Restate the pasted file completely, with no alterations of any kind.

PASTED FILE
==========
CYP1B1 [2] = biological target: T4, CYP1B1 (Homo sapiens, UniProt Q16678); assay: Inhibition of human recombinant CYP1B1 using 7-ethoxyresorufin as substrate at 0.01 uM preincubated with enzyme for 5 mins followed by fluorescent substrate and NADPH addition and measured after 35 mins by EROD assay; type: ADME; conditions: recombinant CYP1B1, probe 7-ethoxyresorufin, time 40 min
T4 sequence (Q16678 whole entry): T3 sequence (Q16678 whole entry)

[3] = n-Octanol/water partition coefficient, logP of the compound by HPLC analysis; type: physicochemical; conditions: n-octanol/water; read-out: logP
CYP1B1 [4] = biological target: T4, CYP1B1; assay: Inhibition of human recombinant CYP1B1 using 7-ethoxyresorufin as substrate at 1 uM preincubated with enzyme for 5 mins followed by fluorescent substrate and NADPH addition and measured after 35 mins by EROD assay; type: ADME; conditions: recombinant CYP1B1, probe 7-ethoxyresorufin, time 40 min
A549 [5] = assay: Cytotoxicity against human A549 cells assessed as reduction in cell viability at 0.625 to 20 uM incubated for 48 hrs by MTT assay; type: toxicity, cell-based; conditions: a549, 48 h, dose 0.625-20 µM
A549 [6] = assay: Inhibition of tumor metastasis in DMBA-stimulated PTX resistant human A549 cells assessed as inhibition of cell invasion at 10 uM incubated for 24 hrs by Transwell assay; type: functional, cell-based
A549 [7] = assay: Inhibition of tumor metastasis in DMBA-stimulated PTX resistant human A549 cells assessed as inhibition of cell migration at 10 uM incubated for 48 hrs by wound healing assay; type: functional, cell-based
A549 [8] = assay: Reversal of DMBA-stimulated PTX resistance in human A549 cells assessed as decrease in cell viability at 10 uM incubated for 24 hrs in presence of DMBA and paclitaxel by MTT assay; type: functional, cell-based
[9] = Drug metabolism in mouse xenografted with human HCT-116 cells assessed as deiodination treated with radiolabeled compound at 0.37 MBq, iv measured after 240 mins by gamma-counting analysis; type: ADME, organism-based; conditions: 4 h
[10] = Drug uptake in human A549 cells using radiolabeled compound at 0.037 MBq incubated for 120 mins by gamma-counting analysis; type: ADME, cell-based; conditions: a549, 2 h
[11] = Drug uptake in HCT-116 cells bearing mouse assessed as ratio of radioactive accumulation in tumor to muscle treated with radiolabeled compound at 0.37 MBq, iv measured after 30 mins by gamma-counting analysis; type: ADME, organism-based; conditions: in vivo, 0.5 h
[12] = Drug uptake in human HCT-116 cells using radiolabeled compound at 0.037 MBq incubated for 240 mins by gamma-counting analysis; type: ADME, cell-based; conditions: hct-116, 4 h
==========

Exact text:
CYP1B1 [2] = biological target: T4, CYP1B1 (Homo sapiens, UniProt Q16678); assay: Inhibition of human recombinant CYP1B1 using 7-ethoxyresorufin as substrate at 0.01 uM preincubated with enzyme for 5 mins followed by fluorescent substrate and NADPH addition and measured after 35 mins by EROD assay; type: ADME; conditions: recombinant CYP1B1, probe 7-ethoxyresorufin, time 40 min
T4 sequence (Q16678 whole entry): T3 sequence (Q16678 whole entry)

[3] = n-Octanol/water partition coefficient, logP of the compound by HPLC analysis; type: physicochemical; conditions: n-octanol/water; read-out: logP
CYP1B1 [4] = biological target: T4, CYP1B1; assay: Inhibition of human recombinant CYP1B1 using 7-ethoxyresorufin as substrate at 1 uM preincubated with enzyme for 5 mins followed by fluorescent substrate and NADPH addition and measured after 35 mins by EROD assay; type: ADME; conditions: recombinant CYP1B1, probe 7-ethoxyresorufin, time 40 min
A549 [5] = assay: Cytotoxicity against human A549 cells assessed as reduction in cell viability at 0.625 to 20 uM incubated for 48 hrs by MTT assay; type: toxicity, cell-based; conditions: a549, 48 h, dose 0.625-20 µM
A549 [6] = assay: Inhibition of tumor metastasis in DMBA-stimulated PTX resistant human A549 cells assessed as inhibition of cell invasion at 10 uM incubated for 24 hrs by Transwell assay; type: functional, cell-based
A549 [7] = assay: Inhibition of tumor metastasis in DMBA-stimulated PTX resistant human A549 cells assessed as inhibition of cell migration at 10 uM incubated for 48 hrs by wound healing assay; type: functional, cell-based
A549 [8] = assay: Reversal of DMBA-stimulated PTX resistance in human A549 cells assessed as decrease in cell viability at 10 uM incubated for 24 hrs in presence of DMBA and paclitaxel by MTT assay; type: functional, cell-based
[9] = Drug metabolism in mouse xenografted with human HCT-116 cells assessed as deiodination treated with radiolabeled compound at 0.37 MBq, iv measured after 240 mins by gamma-counting analysis; type: ADME, organism-based; conditions: 4 h
[10] = Drug uptake in human A549 cells using radiolabeled compound at 0.037 MBq incubated for 120 mins by gamma-counting analysis; type: ADME, cell-based; conditions: a549, 2 h
[11] = Drug uptake in HCT-116 cells bearing mouse assessed as ratio of radioactive accumulation in tumor to muscle treated with radiolabeled compound at 0.37 MBq, iv measured after 30 mins by gamma-counting analysis; type: ADME, organism-based; conditions: in vivo, 0.5 h
[12] = Drug uptake in human HCT-116 cells using radiolabeled compound at 0.037 MBq incubated for 240 mins by gamma-counting analysis; type: ADME, cell-based; conditions: hct-116, 4 h